The ringer shearing a sheepOur next drama activity is based on the Australian folk song Click Go the Shears.We introduce the idea that sheep need haircuts just like us.  The difference is that we have hair and sheep have wool. Sheep they don’t like having their wool cut off even though it doesn’t hurt when you shear a sheep.  In our story two shearers, one old and one young, are having a competition to find out who can shear the most sheep.  The “old snagger” wins and the young shearer, “the ringer” is cross because he lost. There are many ways to dramatise this story.  In the simplest version we pretend to shear a toy sheep. The children clap when they hear/sing the words “click, click, click.” If we have children who like to perform, four come out in front of the group and play the two sheep and the two shearers. Or for a whole group activity, we make two sheep pen spaces, one for wooly sheep and one for shorn sheep.  All the children play the sheep and two adults play the two shearers.  Each takes a woolly sheep from one pen, shears it, and leads it to the other pen as fast as she/he can.

Our dance activity is to the old singing game The Farmer in the Dell.  We make a circle and give out some simple costume elements, e g a farmer’s hat, a wife’s hat (of course she might be the farmer too), a child’s toy, dog ears head-band or tail, cat ears head-band, whiskers or tail, mouse ears head-band, whiskers or tail, a wearable placard with an image of a cheese.  This will serve seven children.  If we have more children, we repeat the game/dance so everyone gets to “be” someone (or better still, we stay up the night before and make multiple costumes).  With preschoolers, we use a slightly simplified version than the one played in traditional schoolyards.  We leave out the mighty game of chasey at the end.  You can spice it up. If you want to play chasey- you’ll need to add the verse “They all chase the cheese.”

Finally, when everyone is exhasuted, it is time to sit down to rest and finish the lesson with a good story. Our choice is Mary Had a Little Lamb.  We know that farming families sometimes bring orphaned lambs into the domestic setting to care for them.  This song teaches us about compassion in farming.  Mary brings up a lamb and the lamb, attached to Mary, thinks it can go to school with her. Children understand this song and love to sing it. Look through your nursery rhyme collections for the sweetest illustration you can find.  Our favourite is an illustration from an oil painting by Scott Gustafson in Favourite Nursery Rhymes from Mother Goose.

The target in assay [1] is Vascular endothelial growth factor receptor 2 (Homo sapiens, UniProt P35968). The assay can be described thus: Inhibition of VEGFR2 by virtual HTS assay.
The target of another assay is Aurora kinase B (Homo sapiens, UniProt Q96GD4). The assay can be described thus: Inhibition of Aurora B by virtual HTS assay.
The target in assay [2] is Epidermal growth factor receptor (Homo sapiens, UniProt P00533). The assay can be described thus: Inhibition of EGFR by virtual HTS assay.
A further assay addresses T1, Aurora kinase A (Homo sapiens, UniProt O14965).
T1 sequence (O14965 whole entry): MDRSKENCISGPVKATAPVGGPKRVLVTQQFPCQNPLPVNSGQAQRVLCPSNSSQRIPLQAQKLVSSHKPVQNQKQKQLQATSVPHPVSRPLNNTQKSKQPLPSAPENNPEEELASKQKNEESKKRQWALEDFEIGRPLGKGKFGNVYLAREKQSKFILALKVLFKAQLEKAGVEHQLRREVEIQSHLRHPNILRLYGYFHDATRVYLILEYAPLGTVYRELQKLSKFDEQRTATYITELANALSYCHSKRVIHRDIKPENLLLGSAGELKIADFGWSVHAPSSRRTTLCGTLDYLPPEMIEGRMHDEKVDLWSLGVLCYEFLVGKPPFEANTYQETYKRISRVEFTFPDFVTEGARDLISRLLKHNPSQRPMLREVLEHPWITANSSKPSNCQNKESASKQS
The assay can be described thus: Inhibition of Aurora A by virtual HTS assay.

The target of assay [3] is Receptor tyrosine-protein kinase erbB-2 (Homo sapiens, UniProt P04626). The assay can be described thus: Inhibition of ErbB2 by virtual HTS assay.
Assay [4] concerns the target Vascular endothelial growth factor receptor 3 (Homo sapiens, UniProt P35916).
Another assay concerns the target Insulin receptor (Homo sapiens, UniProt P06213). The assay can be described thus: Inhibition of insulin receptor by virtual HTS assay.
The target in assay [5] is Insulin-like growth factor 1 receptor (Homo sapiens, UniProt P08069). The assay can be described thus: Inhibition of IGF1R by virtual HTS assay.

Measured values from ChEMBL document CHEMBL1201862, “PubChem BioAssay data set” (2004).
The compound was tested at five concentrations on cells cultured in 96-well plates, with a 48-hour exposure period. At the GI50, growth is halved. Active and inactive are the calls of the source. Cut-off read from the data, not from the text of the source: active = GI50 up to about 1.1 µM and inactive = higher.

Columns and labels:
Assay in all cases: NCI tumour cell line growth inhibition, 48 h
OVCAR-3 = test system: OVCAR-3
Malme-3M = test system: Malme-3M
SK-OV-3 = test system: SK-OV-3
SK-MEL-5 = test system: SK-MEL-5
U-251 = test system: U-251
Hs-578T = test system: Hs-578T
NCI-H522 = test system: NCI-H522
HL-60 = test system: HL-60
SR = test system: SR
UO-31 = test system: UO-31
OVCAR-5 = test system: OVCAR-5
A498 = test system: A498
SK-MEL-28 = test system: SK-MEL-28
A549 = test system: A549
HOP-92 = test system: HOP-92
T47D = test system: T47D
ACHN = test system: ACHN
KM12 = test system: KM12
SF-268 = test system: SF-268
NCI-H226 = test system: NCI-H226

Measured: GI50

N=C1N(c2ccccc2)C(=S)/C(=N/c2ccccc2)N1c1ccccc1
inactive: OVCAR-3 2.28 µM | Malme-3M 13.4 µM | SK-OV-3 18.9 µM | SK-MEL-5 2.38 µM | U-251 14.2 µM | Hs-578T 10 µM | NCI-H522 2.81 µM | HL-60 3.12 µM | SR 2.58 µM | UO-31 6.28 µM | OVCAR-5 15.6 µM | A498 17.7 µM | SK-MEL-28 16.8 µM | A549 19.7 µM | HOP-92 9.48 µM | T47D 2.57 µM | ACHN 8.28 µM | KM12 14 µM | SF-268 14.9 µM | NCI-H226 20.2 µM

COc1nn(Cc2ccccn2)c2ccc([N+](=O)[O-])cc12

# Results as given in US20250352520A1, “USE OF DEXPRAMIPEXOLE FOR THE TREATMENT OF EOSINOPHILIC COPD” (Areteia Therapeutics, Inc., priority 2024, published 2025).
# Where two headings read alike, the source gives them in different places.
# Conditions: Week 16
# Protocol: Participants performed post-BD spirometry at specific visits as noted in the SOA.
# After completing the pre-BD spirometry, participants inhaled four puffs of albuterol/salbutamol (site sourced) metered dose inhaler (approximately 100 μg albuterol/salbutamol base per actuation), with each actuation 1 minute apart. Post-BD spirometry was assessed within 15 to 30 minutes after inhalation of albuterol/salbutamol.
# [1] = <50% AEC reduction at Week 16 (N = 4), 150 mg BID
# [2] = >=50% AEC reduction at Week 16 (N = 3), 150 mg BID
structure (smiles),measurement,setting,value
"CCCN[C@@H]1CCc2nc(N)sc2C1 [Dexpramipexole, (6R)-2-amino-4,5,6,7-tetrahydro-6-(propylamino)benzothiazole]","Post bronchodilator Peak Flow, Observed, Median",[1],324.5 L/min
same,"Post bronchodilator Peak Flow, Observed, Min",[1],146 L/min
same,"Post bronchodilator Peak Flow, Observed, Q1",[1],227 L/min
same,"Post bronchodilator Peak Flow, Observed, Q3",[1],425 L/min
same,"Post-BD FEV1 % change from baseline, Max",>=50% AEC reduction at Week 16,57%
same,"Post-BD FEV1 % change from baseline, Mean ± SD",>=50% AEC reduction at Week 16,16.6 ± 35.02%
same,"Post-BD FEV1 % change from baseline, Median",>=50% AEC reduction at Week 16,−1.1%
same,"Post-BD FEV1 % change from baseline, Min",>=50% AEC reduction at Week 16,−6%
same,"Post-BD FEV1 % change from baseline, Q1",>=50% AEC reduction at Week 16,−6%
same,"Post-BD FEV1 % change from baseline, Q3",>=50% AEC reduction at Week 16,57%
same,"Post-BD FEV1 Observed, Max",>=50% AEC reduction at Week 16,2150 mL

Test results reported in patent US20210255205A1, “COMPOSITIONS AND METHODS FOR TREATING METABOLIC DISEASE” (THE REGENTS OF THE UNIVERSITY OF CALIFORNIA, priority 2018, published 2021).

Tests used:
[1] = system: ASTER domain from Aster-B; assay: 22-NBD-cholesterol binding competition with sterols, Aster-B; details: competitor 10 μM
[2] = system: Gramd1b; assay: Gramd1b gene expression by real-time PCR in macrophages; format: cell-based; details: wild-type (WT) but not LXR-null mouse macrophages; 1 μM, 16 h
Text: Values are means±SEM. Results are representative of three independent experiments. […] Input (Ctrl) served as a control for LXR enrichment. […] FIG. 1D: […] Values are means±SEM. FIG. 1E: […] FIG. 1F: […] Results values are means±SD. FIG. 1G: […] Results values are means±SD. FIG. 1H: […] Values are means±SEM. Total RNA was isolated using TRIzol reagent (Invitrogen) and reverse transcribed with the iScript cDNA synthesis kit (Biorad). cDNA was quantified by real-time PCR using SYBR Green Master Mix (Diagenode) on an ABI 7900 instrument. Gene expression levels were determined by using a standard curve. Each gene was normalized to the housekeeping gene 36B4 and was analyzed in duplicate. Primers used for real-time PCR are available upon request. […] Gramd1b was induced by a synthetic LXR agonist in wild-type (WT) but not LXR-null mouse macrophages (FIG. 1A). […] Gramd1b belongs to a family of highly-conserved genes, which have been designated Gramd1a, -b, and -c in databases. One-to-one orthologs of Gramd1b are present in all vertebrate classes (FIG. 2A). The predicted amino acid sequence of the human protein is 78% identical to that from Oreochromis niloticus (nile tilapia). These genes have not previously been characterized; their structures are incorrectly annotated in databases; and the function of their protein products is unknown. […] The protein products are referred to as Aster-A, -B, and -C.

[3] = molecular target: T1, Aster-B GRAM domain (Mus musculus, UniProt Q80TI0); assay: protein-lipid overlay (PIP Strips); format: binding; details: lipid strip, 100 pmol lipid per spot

This lesson takes a good 45 minutes if you include everything.  Of course you can split it up and do a few songs a day over the week but make sure you do them all at least twice in a fortnight so the learning can deepen. And don’t forget to visit a Beautiful Farm with your beautiful kids.  We hope you enjoy the lesson.  You can find all the music backing tracks, vocal tracks, lyrics, written activity suggestions and wall charts over at our music curriculum website, Musical Child. 

Not musical? How to get started planning preschool music lessons

Listening in a group

Are you nervous about starting teaching music in preschool? Why is it that you lack confidence? My guess is that you think you are not musical yourself.  You don’t like singing in front of people.

If that’s you then let me suggest a short lesson plan that gets you out of the limelight and lets the confident child-singers shine.  Once it’s no longer “all about you” you might find that your reticence disappears.

7 Steps to Success

1.  Sit on your favourite story time chair and gather the children into a seated group so they can all see you clearly.

2. Introduce the idea that we are going to have a concert and that any child who wants to can come up the front right next to you and sing a song while everyone listens.

3. Once you have discovered a child who can sing convincingly to the group, ask everyone to sing their song again and keep that child at your side to be the model singer or music leader.

4. Continue in this manner with other volunteers until you have made a mental list of four or five songs to work with and at least one child to be your “co-teacher”.  It may take longer than one session to get songs you can work with. Prepare to be surprised at the song lyrics some children know!

5.  Later, spend some of you planning time finding those songs lyrics in your CD collections of favourite children’s songs. Then turn them into wall charts of lyrics.

6. Next you need to work out what kind of activity suits each song.  They might work best as finger plays, hand and body percussion songs,  or you might find reading resources or illustrated story books to suit them.  You might also play instruments to them, make up circle dances or dramatise them.   A selection of different activities is a great basis for a varied and interesting music session.  (You are well on your way to planning an excellent preschool music program.)

7.  Success brings success – you and your talented children, the music leaders,  will soon be having fun running music sessions together because we are all born musical- but some adults just need to find that out through musical play with children.

If you want any inspiration in finding music activities to do with children aged from twelve months to five years have a look here.